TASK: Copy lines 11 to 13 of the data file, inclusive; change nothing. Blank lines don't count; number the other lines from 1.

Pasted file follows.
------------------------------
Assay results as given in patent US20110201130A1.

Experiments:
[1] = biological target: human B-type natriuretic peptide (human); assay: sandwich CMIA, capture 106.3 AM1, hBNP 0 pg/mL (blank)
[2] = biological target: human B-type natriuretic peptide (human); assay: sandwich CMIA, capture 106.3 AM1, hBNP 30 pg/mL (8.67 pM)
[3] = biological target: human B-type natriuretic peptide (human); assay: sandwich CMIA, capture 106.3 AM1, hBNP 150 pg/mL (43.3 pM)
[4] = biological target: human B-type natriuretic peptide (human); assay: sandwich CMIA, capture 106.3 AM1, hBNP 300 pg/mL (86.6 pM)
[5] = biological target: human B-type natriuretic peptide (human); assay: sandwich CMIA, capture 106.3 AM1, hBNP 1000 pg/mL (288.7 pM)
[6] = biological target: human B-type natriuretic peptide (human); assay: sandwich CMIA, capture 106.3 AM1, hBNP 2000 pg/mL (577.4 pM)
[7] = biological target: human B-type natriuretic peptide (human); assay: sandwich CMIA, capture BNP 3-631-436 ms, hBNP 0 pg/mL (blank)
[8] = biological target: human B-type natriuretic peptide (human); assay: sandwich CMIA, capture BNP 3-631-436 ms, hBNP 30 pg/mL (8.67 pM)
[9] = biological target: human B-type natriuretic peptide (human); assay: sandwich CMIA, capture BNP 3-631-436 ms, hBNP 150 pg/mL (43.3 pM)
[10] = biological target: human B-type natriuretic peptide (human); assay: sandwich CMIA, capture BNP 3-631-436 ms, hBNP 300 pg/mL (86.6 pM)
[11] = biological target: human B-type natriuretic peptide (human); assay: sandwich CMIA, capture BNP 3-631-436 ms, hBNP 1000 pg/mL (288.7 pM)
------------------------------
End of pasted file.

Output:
[9] = biological target: human B-type natriuretic peptide (human); assay: sandwich CMIA, capture BNP 3-631-436 ms, hBNP 150 pg/mL (43.3 pM)
[10] = biological target: human B-type natriuretic peptide (human); assay: sandwich CMIA, capture BNP 3-631-436 ms, hBNP 300 pg/mL (86.6 pM)
[11] = biological target: human B-type natriuretic peptide (human); assay: sandwich CMIA, capture BNP 3-631-436 ms, hBNP 1000 pg/mL (288.7 pM)